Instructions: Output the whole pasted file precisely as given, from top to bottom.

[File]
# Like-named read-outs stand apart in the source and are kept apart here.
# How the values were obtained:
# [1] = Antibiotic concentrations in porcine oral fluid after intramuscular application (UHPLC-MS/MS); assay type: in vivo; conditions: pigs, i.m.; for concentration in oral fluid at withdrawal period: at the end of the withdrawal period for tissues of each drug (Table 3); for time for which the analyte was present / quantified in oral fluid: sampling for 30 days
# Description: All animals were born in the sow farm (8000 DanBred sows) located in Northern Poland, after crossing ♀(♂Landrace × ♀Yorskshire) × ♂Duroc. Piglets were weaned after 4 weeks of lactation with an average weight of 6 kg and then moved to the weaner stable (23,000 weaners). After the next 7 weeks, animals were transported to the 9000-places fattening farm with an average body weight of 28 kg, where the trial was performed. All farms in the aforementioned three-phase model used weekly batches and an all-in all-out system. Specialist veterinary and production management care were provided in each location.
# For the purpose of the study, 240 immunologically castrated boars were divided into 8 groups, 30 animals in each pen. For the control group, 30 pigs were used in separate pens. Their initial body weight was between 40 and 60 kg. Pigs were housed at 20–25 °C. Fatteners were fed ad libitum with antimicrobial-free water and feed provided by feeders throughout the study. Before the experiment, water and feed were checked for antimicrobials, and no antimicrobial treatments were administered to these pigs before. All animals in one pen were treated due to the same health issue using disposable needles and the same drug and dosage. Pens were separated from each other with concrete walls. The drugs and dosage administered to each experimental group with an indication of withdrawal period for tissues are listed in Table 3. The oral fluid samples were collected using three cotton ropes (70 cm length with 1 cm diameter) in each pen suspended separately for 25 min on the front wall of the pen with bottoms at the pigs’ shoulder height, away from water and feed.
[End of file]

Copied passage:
# Like-named read-outs stand apart in the source and are kept apart here.
# How the values were obtained:
# [1] = Antibiotic concentrations in porcine oral fluid after intramuscular application (UHPLC-MS/MS); assay type: in vivo; conditions: pigs, i.m.; for concentration in oral fluid at withdrawal period: at the end of the withdrawal period for tissues of each drug (Table 3); for time for which the analyte was present / quantified in oral fluid: sampling for 30 days
# Description: All animals were born in the sow farm (8000 DanBred sows) located in Northern Poland, after crossing ♀(♂Landrace × ♀Yorskshire) × ♂Duroc. Piglets were weaned after 4 weeks of lactation with an average weight of 6 kg and then moved to the weaner stable (23,000 weaners). After the next 7 weeks, animals were transported to the 9000-places fattening farm with an average body weight of 28 kg, where the trial was performed. All farms in the aforementioned three-phase model used weekly batches and an all-in all-out system. Specialist veterinary and production management care were provided in each location.
# For the purpose of the study, 240 immunologically castrated boars were divided into 8 groups, 30 animals in each pen. For the control group, 30 pigs were used in separate pens. Their initial body weight was between 40 and 60 kg. Pigs were housed at 20–25 °C. Fatteners were fed ad libitum with antimicrobial-free water and feed provided by feeders throughout the study. Before the experiment, water and feed were checked for antimicrobials, and no antimicrobial treatments were administered to these pigs before. All animals in one pen were treated due to the same health issue using disposable needles and the same drug and dosage. Pens were separated from each other with concrete walls. The drugs and dosage administered to each experimental group with an indication of withdrawal period for tissues are listed in Table 3. The oral fluid samples were collected using three cotton ropes (70 cm length with 1 cm diameter) in each pen suspended separately for 25 min on the front wall of the pen with bottoms at the pigs’ shoulder height, away from water and feed.